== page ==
• Export Citation
  • 18.

    Wilson JM, Juenger G, 1968. Principles and practice of screening for disease. Geneva: World Health Organization, Public Health Papers No. 34.

    • Search Google Scholar
    • Export Citation
  • 19.

    World Health Organization, 2003. Leprosy elimination campaigns: impact on case detection. Wkly Epidemiol Rec 78: 916.

  • 20.

    Napier LE, Das Gupta CR, 1930. A clinical study of post kala-azar dermal leishmaniasis. Ind Med Gaz 63: 249257.

  • 21.

    Thakur CP, 1984. Epidemiological, clinical and therapeutic features of Bihar kala-azar (including post kala-azar dermal leishmaniasis). Trans R Soc Trop Med Hyg 78: 391398.

    • Search Google Scholar
    • Export Citation

Author Notes

*Address correspondence to Siddhivinayak Hirve, KEM Hospital Research Center, Rasta Peth, Pune 411011, Maharshtra, India. E-mail: sidbela@vsnl.com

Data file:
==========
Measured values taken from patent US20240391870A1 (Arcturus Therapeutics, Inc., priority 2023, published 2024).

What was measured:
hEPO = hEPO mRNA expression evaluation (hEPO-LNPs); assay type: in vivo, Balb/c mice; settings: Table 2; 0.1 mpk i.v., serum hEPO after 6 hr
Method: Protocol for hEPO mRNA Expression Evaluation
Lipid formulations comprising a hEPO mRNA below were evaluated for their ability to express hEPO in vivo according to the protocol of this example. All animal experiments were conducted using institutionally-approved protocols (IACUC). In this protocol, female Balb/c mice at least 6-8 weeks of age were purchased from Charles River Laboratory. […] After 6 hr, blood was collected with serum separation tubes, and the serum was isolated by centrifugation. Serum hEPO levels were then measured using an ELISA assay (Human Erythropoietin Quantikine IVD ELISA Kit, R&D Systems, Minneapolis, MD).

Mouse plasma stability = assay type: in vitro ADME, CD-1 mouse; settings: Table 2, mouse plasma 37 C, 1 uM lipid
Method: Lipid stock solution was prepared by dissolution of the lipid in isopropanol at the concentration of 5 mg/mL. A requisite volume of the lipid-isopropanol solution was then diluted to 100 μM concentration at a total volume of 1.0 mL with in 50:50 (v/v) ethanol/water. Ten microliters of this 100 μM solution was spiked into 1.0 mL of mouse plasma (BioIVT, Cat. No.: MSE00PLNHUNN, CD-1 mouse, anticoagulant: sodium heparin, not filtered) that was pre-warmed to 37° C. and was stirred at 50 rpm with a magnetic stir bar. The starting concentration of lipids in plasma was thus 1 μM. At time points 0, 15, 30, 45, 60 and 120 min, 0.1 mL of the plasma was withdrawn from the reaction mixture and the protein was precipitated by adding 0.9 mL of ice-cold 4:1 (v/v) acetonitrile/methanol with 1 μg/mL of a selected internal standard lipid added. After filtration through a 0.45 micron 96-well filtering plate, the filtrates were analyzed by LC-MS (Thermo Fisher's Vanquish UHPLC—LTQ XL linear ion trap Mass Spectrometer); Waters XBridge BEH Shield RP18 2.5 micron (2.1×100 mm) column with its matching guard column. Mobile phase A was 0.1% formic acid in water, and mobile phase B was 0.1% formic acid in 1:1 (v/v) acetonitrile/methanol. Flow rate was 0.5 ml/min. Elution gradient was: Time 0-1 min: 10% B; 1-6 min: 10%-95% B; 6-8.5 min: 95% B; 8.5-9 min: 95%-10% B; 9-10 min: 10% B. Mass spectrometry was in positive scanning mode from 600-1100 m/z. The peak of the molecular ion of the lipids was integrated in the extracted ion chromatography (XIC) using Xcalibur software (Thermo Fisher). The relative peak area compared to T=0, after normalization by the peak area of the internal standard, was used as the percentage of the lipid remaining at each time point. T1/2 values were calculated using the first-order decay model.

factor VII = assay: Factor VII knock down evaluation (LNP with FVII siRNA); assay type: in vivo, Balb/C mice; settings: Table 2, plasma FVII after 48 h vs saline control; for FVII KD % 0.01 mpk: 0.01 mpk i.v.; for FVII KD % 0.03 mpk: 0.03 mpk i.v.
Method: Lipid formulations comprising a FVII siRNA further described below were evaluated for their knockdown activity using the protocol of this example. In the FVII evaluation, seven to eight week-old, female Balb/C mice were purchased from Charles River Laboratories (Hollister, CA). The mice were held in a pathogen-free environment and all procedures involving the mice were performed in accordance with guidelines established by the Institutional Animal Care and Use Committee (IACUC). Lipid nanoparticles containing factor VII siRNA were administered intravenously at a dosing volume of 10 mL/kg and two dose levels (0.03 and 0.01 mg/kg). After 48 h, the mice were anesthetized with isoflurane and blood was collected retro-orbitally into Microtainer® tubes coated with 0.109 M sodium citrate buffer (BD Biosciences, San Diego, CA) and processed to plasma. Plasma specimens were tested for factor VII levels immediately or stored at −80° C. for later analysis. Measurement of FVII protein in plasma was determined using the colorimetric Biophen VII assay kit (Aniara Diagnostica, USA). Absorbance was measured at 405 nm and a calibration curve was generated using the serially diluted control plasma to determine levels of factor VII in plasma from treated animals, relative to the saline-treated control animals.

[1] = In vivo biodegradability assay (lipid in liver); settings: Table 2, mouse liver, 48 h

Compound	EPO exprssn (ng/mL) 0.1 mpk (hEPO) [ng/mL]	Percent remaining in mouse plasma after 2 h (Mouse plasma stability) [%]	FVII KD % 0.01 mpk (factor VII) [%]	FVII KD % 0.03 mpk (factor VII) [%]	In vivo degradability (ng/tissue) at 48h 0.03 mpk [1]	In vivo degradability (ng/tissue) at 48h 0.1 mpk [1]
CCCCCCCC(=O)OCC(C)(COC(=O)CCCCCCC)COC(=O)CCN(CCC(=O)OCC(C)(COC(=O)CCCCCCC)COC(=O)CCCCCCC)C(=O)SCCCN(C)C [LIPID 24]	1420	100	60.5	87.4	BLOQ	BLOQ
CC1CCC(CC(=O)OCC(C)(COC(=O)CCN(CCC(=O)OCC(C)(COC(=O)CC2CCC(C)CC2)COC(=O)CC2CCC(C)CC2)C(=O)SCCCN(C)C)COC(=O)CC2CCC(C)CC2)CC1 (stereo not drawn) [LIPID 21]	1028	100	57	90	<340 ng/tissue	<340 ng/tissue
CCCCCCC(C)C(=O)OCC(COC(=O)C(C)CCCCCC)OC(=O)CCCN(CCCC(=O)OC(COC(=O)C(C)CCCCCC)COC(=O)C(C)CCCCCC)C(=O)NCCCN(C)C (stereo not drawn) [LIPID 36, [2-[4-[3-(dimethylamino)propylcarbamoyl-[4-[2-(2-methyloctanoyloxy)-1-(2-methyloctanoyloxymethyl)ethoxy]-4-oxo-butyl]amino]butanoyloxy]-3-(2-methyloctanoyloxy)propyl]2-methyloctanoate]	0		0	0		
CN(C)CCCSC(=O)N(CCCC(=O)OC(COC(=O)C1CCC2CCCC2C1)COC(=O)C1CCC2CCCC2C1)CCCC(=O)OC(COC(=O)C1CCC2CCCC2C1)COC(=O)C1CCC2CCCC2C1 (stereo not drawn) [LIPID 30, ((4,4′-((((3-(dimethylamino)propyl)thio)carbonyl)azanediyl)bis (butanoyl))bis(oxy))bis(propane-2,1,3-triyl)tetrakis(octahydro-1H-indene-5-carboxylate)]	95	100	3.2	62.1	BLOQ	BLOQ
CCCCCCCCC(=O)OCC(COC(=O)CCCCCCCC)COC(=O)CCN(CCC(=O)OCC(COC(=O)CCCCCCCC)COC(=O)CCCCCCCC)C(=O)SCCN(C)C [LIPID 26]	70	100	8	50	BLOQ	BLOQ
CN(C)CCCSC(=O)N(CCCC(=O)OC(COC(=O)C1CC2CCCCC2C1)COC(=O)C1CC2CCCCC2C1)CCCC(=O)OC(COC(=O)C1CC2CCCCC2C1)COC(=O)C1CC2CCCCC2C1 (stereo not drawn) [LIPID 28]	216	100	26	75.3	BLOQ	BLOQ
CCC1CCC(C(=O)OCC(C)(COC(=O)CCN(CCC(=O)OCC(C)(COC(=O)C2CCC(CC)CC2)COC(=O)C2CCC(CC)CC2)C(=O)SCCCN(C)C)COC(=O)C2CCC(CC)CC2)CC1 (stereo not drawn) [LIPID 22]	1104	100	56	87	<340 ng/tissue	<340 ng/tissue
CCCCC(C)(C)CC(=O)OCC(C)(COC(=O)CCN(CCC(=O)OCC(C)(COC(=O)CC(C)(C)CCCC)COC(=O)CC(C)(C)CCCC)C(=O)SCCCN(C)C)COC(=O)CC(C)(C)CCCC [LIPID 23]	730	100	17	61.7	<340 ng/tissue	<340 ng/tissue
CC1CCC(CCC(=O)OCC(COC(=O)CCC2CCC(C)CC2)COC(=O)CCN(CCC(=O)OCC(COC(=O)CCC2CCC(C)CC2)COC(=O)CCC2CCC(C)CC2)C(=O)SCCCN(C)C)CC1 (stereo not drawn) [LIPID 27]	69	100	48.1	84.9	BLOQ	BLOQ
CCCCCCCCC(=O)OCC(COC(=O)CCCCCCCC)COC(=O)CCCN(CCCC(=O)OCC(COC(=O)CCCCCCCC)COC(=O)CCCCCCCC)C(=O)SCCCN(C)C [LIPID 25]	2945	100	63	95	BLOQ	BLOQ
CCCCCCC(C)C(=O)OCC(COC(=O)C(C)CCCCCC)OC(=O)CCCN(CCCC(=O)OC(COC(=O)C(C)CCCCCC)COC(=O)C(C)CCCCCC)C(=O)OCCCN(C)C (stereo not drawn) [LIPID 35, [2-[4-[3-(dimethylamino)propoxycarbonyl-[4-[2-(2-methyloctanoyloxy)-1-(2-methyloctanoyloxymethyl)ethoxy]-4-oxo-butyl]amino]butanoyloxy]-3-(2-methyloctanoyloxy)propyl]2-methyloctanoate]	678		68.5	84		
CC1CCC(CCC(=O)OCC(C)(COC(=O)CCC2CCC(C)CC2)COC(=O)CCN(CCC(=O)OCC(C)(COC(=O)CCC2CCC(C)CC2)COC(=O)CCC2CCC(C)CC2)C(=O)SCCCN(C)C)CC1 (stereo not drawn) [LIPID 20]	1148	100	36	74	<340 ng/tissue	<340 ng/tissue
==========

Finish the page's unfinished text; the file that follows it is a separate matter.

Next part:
Authors' addresses: Siddhivinayak Hirve, Vadu Rural Health Program, KEM Hospital Research Center, Rasta Peth, Pune 411011 India, E-mail: sidbela@vsnl.com. Shri Prakash Singh, Department of Community Medicine, Institute of Medical Sciences, Benares Hindu University, Varanasi, India, E-mail: drspsingh_vns@yahoo.com. Narendra Kumar, Rajendra Memorial Research Institute of Medical Sciences, Patna, India, E-mail: narendra54in@yahoo.co.in. Megha Raj Banjara, Institute of Medicine, Tribhuvan University, Kathmandu, Nepal, E-mail: megharajbanjara@yahoo.com. Pradeep Das, Rajendra Memorial Research Institute of Medical Sciences, Patna, India, E-mail: drpradeep.das@gmail.com. Shyam Sundar, Department of Medicine, Institute of Medical Sciences, Benares Hindu University, Varanasi, India, E-mail: drshyamsundar@hotmail.com. Suman Rijal, Department of Internal Medicine, BP Koirala Institute of Health Sciences, Dharan, Nepal, E-mail: sumanrijal2@yahoo.com. Anand Joshi, Institute of Medicine, Tribhuvan University, Kathmandu, Nepal, E-mail: abjoshi2018@yahoo.com. Axel Kroeger, World Health Organization, Special Programme for Research and Training in Tropical Diseases, WHO, Geneva, Switzerland, and School of Tropical Medicine, Liverpool, UK, E-mail: kroegera@who.int. Beena Varghese, Public Health Foundation of India, New Delhi, India, E-mail: dr_b_varghese@yahoo.co.in. Chandreshwar Prasad Thakur, Balaji Utthan Sanstha, Patna, India, E-mail: cpthakur1@rediffmail.com. M. Mamun Huda, Parasitology, Laboratory Sciences Division, International Center for Diarrheal Diseases Research, Bangladesh, Mohakhali, Dhaka 1212, Bangladesh, E-mail: mhuda83@icddrb.org. Dinesh Mondal, International Center for Diarrheal Diseases Research, Bangladesh, Mohakhali, Dhaka 1212, Bangladesh, E-mail: din63d@icddrb.org.